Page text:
• is sort of going to go away, no. It isn’t. It’s going to be here, which means the only

  • way were going to get along is we got to be able to get sympathetically into one other's

  • shoes. So if you don’t believe in God, you need to--you need to try to understand why

  • anybody does or we're not going to be able to work in a pluralistic society. You know,

  • the new atheist books, Mr. Dawkins, Mr. Hitchens and company, when they say religion is bad

  • in those books, that’s not a new thesis. A lot of people have been saying that for

  • a long time. What is kind of new about the books is they don’t just say religion is

  • bad, they say respect for religion is bad. And if you counsel one section of your population

  • to belittle and disdain and do nothing, you know, shows no respect for the beliefs of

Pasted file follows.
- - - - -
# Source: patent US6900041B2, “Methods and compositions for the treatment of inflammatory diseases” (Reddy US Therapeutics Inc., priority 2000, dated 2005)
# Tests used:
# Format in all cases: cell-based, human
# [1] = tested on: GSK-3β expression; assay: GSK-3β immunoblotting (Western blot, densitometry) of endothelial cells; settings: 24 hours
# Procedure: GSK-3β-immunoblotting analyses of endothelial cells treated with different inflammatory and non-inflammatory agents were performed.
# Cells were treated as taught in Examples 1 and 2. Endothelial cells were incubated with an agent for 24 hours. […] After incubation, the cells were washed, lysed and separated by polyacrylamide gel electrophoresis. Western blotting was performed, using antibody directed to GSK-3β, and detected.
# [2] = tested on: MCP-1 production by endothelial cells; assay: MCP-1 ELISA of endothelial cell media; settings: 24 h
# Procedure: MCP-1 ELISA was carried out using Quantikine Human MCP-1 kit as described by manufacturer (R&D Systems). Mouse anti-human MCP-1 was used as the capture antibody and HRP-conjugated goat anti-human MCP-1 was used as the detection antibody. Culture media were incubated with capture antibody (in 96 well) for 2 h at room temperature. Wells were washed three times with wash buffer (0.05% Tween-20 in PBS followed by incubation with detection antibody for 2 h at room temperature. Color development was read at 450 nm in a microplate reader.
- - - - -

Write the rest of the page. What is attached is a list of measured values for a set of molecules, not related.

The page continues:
• this group of people, beliefs that give them great joy and meaning in life. If you counsel

  • one group of people to despise and do nothing to try to understand this group of people,

  • that is a recipe for social disaster if anybody actually takes the advice. Now, if you are

  • a believer in God, you need to know the reasons for God, and here’s the reasons why. Doubt.

  • Youve got doubts. Don’t tell me you don’t. I know you may come from a church that says,

  • oh, no, doubt, we don't doubt, we believe. Well, if you don’t deal with your own doubts

  • and say, okay, in light of this doubt, why do I believe? You know, why do I believe Christianity?